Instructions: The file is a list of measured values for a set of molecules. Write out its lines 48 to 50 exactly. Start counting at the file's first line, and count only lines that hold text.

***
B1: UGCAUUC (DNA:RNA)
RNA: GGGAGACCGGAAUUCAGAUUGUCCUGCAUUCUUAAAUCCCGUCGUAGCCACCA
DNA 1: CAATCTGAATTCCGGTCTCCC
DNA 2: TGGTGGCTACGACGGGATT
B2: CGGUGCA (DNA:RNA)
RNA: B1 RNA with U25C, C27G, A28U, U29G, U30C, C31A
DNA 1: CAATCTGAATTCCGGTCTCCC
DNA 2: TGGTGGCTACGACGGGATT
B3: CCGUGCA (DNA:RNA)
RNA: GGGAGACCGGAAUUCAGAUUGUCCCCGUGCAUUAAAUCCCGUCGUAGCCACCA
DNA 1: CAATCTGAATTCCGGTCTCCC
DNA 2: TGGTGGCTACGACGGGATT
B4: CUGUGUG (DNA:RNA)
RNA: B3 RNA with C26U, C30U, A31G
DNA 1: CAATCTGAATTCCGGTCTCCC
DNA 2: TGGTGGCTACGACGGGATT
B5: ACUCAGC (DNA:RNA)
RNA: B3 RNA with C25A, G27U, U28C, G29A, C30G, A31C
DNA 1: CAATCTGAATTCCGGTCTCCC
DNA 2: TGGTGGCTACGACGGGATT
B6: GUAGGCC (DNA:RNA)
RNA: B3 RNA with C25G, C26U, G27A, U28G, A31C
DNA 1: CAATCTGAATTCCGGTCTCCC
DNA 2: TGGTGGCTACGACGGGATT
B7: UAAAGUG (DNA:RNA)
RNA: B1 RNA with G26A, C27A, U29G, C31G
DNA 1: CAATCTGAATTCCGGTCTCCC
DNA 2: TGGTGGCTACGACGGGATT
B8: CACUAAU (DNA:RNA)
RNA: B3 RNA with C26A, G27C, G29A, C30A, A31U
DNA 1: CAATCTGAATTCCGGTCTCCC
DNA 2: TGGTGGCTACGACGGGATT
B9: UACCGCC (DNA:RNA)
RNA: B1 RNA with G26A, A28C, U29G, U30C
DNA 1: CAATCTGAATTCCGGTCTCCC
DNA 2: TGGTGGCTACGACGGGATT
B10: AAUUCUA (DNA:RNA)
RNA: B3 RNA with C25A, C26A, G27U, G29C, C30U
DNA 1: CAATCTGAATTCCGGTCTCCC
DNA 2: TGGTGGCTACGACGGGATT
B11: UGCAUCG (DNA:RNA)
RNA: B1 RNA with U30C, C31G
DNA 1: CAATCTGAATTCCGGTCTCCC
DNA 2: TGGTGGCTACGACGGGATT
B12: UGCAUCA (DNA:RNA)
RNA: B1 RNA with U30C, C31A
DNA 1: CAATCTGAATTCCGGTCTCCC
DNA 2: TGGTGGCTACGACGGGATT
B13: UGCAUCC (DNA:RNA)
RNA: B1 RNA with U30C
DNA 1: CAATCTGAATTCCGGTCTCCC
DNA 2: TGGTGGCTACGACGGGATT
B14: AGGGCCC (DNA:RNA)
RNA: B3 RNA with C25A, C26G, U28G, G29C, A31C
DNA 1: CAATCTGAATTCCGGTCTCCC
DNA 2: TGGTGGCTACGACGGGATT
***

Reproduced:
DNA 2: TGGTGGCTACGACGGGATT
B13: UGCAUCC (DNA:RNA)
RNA: B1 RNA with U30C